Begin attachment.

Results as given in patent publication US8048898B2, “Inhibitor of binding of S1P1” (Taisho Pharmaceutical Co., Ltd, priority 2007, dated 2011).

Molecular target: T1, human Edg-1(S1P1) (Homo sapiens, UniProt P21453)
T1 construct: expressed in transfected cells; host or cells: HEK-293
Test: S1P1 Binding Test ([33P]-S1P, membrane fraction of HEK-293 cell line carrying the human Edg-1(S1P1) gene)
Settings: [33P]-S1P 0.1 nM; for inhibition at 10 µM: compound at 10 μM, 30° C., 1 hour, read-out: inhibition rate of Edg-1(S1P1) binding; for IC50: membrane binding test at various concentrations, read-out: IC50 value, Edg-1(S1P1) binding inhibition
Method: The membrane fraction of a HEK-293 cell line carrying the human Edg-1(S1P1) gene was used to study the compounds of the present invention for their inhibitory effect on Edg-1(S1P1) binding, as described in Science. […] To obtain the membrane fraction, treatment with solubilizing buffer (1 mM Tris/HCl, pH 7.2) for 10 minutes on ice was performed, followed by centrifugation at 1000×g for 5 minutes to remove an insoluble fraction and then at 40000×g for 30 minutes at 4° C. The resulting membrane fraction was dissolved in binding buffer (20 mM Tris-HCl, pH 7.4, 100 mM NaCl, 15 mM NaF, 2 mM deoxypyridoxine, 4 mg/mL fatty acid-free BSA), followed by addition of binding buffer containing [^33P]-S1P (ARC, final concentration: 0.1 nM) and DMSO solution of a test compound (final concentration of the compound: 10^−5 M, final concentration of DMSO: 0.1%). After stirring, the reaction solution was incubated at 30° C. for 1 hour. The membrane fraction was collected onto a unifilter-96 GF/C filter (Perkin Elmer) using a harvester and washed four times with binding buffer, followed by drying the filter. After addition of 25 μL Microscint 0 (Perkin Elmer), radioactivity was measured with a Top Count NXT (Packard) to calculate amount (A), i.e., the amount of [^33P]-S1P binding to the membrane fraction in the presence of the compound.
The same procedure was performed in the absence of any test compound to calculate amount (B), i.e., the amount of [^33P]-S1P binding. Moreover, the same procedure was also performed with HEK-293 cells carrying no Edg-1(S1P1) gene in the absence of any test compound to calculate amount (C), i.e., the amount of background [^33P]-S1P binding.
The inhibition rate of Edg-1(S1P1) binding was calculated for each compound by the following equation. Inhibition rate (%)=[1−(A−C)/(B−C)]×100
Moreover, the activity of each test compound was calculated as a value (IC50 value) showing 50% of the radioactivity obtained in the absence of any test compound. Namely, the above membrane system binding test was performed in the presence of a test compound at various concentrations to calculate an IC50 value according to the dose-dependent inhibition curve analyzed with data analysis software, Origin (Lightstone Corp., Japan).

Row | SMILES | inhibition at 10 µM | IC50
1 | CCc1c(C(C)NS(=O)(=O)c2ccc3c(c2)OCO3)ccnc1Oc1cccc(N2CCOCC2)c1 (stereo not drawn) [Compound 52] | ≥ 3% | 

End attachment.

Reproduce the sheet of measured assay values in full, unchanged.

Results as given in patent publication US8048898B2, “Inhibitor of binding of S1P1” (Taisho Pharmaceutical Co., Ltd, priority 2007, dated 2011).

Molecular target: T1, human Edg-1(S1P1) (Homo sapiens, UniProt P21453)
T1 construct: expressed in transfected cells; host or cells: HEK-293
Test: S1P1 Binding Test ([33P]-S1P, membrane fraction of HEK-293 cell line carrying the human Edg-1(S1P1) gene)
Settings: [33P]-S1P 0.1 nM; for inhibition at 10 µM: compound at 10 μM, 30° C., 1 hour, read-out: inhibition rate of Edg-1(S1P1) binding; for IC50: membrane binding test at various concentrations, read-out: IC50 value, Edg-1(S1P1) binding inhibition
Method: The membrane fraction of a HEK-293 cell line carrying the human Edg-1(S1P1) gene was used to study the compounds of the present invention for their inhibitory effect on Edg-1(S1P1) binding, as described in Science. […] To obtain the membrane fraction, treatment with solubilizing buffer (1 mM Tris/HCl, pH 7.2) for 10 minutes on ice was performed, followed by centrifugation at 1000×g for 5 minutes to remove an insoluble fraction and then at 40000×g for 30 minutes at 4° C. The resulting membrane fraction was dissolved in binding buffer (20 mM Tris-HCl, pH 7.4, 100 mM NaCl, 15 mM NaF, 2 mM deoxypyridoxine, 4 mg/mL fatty acid-free BSA), followed by addition of binding buffer containing [^33P]-S1P (ARC, final concentration: 0.1 nM) and DMSO solution of a test compound (final concentration of the compound: 10^−5 M, final concentration of DMSO: 0.1%). After stirring, the reaction solution was incubated at 30° C. for 1 hour. The membrane fraction was collected onto a unifilter-96 GF/C filter (Perkin Elmer) using a harvester and washed four times with binding buffer, followed by drying the filter. After addition of 25 μL Microscint 0 (Perkin Elmer), radioactivity was measured with a Top Count NXT (Packard) to calculate amount (A), i.e., the amount of [^33P]-S1P binding to the membrane fraction in the presence of the compound.
The same procedure was performed in the absence of any test compound to calculate amount (B), i.e., the amount of [^33P]-S1P binding. Moreover, the same procedure was also performed with HEK-293 cells carrying no Edg-1(S1P1) gene in the absence of any test compound to calculate amount (C), i.e., the amount of background [^33P]-S1P binding.
The inhibition rate of Edg-1(S1P1) binding was calculated for each compound by the following equation. Inhibition rate (%)=[1−(A−C)/(B−C)]×100
Moreover, the activity of each test compound was calculated as a value (IC50 value) showing 50% of the radioactivity obtained in the absence of any test compound. Namely, the above membrane system binding test was performed in the presence of a test compound at various concentrations to calculate an IC50 value according to the dose-dependent inhibition curve analyzed with data analysis software, Origin (Lightstone Corp., Japan).

Row | SMILES | inhibition at 10 µM | IC50
1 | CCc1c(C(C)NS(=O)(=O)c2ccc3c(c2)OCO3)ccnc1Oc1cccc(N2CCOCC2)c1 (stereo not drawn) [Compound 52] | ≥ 3% | 